Pregnancy is another transition in a woman's life which is not as taxing for a man. Biologically, her body goes through a turmoil of hormonal surges and changes in body fluids. Her sleep patterns change and her body image takes a hit. This can be a period of great joy and emotional growth for both the woman and her spouse if the responsibility is shared and the changes are understood by the spouse and his family and she receives the support she deserves. However, it can be a dark hole of emotional upheaval if the opposite happens. Pregnancy blues and depression are very common and recognized emotional issues - 1 in 2 women suffer blues whereas 1 to 2 in 10 will suffer full-blown depression.

Depression during and after depression is very common but underdiagnosed

An article in The Wire dated 29/12/2016 brings out the issue of postpartum depression being under-diagnosed and that often the Indian women do not know that their distress is legitimate and has a name for it. Many women fear stigmatization if they talk about not being joyous after the birth of the baby and hide their distress leading to suffering and further damage to their psyche. Furthermore, 1 in 1000 women will suffer a more severe illness- postpartum psychosis. This is a dangerous condition for both the mother and the baby as it may lead to delusions of the child not being her own or being unwell which may lead the mother to harm the child and herself. This is considered a psychiatric emergency. However, very few cases are reported, mainly due to under-diagnosis and under-reporting. 

The main causes for partum and postpartum illnesses are not only the biological changes in the woman's body but the sociocultural environment and support she receives.

Career goals and relationships

A working woman faces many challenges. She has to juggle several roles of the career woman, the mother, the wife, the daughter in law. The man, on the other hand, usually has only his career to consider and the other roles are less demanding on him due to the cultural and gender divide. Though a man is a father, a husband and a son, his role as a career man takes precedence over other things and social sanctions that whereas with a woman, every single role is as important as the other and society looks upon her career aspirations as dispensable. If a woman gives as much importance to her career as a man, she is considered selfish. The demands of so many roles and the unfairness of the preferential treatment towards men both at the workplace and at home lead to frustration among the women and they may suffer from a sense of guilt over whatever they do as they feel inadequate in each role leading to low self-esteem, depression and anxiety.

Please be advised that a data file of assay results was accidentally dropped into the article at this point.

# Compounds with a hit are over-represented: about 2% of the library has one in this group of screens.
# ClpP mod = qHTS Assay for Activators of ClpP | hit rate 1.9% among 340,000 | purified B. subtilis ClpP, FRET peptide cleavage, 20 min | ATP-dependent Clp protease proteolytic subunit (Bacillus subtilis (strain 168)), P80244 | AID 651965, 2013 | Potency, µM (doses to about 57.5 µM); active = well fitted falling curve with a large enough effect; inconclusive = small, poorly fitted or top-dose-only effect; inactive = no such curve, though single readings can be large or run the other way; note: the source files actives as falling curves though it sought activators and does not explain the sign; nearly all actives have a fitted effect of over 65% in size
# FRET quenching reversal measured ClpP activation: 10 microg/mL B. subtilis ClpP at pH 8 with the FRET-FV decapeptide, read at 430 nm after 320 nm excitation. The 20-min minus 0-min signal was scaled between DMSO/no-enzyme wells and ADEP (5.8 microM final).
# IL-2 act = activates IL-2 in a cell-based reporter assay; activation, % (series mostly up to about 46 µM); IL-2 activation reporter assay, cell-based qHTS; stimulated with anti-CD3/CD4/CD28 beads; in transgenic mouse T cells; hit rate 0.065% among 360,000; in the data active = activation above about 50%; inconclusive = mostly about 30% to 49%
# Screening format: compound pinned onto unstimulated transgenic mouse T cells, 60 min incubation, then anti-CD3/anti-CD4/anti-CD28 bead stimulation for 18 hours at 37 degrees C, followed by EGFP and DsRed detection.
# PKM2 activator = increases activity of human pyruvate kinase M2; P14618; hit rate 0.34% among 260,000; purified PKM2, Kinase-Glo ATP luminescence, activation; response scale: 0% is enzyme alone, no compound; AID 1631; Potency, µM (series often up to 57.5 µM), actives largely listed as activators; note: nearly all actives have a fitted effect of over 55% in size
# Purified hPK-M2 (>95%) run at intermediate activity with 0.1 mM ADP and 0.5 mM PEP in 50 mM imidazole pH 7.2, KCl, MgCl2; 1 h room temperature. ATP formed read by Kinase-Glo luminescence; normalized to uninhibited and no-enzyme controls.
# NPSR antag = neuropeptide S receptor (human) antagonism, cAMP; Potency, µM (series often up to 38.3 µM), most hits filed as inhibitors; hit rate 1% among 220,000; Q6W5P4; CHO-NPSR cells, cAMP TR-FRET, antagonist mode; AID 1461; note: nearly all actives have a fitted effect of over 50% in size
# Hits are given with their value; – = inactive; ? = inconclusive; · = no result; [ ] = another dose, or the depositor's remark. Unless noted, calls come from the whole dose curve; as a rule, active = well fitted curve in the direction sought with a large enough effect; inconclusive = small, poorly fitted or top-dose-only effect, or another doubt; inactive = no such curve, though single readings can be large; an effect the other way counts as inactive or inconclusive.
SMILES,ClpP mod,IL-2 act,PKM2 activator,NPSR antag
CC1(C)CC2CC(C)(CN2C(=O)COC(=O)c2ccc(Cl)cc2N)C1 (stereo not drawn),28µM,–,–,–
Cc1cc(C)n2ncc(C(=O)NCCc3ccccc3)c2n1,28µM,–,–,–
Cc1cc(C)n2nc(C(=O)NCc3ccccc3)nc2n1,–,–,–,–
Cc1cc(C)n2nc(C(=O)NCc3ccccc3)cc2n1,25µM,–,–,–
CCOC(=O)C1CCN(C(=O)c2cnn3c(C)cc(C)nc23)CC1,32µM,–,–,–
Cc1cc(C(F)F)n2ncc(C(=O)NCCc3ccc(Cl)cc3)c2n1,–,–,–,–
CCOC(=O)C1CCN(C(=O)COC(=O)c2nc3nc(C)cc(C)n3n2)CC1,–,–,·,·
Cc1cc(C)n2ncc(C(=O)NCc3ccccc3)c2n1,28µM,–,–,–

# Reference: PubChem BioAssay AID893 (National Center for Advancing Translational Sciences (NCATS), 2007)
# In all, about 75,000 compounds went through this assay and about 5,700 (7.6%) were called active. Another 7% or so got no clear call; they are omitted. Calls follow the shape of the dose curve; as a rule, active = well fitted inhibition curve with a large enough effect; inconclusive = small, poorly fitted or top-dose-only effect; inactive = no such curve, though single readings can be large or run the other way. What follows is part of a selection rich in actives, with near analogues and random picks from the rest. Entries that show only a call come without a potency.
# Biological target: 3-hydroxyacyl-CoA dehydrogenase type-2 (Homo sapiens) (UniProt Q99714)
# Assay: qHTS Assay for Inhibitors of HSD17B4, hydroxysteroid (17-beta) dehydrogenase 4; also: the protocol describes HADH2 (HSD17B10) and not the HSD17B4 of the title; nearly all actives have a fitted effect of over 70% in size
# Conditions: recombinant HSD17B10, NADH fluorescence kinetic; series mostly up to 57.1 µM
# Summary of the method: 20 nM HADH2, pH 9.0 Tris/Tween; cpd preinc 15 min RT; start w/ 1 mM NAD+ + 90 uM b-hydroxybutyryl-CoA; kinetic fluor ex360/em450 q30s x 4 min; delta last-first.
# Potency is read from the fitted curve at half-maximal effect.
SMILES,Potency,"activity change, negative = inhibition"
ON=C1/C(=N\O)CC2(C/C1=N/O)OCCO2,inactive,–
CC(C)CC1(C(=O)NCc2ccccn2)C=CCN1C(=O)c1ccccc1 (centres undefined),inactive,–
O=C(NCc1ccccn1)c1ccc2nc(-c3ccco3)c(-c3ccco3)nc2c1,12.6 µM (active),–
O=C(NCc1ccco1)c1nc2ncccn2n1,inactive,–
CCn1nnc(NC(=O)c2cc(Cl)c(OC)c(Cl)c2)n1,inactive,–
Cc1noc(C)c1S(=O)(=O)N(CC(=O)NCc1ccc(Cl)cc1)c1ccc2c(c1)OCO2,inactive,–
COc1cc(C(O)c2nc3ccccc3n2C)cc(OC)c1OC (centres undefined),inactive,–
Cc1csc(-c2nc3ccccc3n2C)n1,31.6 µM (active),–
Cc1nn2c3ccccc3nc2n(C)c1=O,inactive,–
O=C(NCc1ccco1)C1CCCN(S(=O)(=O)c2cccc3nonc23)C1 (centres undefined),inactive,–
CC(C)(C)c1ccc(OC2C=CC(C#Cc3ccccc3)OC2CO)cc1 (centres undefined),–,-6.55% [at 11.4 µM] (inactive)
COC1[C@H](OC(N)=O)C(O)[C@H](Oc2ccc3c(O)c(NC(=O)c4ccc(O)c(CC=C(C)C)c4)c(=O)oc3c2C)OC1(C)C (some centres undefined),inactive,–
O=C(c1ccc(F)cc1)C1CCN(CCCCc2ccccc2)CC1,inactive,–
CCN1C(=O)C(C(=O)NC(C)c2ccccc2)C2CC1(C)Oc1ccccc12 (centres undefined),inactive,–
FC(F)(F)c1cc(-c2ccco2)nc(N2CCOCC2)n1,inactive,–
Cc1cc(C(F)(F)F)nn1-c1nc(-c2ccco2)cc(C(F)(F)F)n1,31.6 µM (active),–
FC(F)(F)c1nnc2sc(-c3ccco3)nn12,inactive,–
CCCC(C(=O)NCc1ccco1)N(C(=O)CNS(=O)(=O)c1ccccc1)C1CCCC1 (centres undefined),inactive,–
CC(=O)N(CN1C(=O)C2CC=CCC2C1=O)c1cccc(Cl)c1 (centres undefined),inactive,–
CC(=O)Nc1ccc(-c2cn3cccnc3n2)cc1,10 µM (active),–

Menstruation and Menopause

Menstruation and associated mood swings are other aspects of a woman's life that a man may not understand. Often Premenstrual syndrome is the butt of jokes but it is a real issue which causes turmoil for a woman. In a systematic review and meta-analysis of the prevalence of Premenstrual syndrome (J Clin Diagn Res. 2014 Feb), it was found that 30 to 40% women of reproductive age group (puberty to menopause) suffer from it. 

Another life transition that is unique to women in menopause. Anxiety and depression are common during premenopause and menopause. The rising health risks postmenopause may also lead to sudden deterioration in the quality of life of a woman after menopause.

Change required

So we have listed a few of the challenges faced by women and the emotional aspects of it. What change can we initiate to overcome these problems? 

  1. Societal and cultural changes are paramount to the emotional health of women. As long as the patriarchs in society are dominant and the voice of women is suppressed, there will be emotional problems. Equal opportunities and equality in all aspects!
  2. Support, understanding and clear communication between couples and their extended families and curbing preferential treatment of men within the family will help overcome marital and marriage-related issues.
  3. Men and women sharing the responsibilities of different roles will lead to better emotional health within the family and will also lead to good parenting for the children who are victims of the power struggles within families.
  4. The understanding of the biological differences between men and women and to stop the deriding of valid emotional issues of women would go a long way in the emotional health of women.
  5. Women have the unique power and gift of bearing a child. The growth of a child in the womb of a woman is a sacred blessing. The protection of the fetus is the responsibility of both parents, so no smoking, drinking, no unnecessary stress during that period. The child did not ask to be born so both man and woman have no right to put it through unnecessary trouble and turmoil.
  6. Better pregnancy and post-pregnancy mental health care for women and their spouses will lead to early diagnosis and treatment of depression, postpartum psychosis and other issues.

Disclaimer: This article is researched but also includes the individual opinion of the author. It is not intended to hurt the sentiments of any gender or community.